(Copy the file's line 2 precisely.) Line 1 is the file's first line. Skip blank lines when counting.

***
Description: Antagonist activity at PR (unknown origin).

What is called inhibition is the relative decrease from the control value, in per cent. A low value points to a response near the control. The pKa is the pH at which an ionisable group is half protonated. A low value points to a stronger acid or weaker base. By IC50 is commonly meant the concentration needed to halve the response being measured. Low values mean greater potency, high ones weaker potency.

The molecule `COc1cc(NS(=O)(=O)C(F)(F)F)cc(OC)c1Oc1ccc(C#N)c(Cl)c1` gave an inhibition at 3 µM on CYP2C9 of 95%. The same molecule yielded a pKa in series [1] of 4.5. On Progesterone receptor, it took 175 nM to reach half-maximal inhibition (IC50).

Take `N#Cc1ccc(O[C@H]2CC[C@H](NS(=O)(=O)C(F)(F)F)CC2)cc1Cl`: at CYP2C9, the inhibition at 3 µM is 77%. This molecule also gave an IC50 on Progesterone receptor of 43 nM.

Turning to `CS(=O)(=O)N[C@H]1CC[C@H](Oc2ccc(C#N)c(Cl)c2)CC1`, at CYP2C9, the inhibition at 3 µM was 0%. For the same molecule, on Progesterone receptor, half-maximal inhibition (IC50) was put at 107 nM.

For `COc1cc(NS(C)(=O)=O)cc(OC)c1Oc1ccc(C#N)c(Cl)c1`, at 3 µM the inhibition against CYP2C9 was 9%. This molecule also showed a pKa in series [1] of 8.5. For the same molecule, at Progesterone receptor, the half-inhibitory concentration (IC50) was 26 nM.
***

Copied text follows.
What is called inhibition is the relative decrease from the control value, in per cent. A low value points to a response near the control. The pKa is the pH at which an ionisable group is half protonated. A low value points to a stronger acid or weaker base. By IC50 is commonly meant the concentration needed to halve the response being measured. Low values mean greater potency, high ones weaker potency.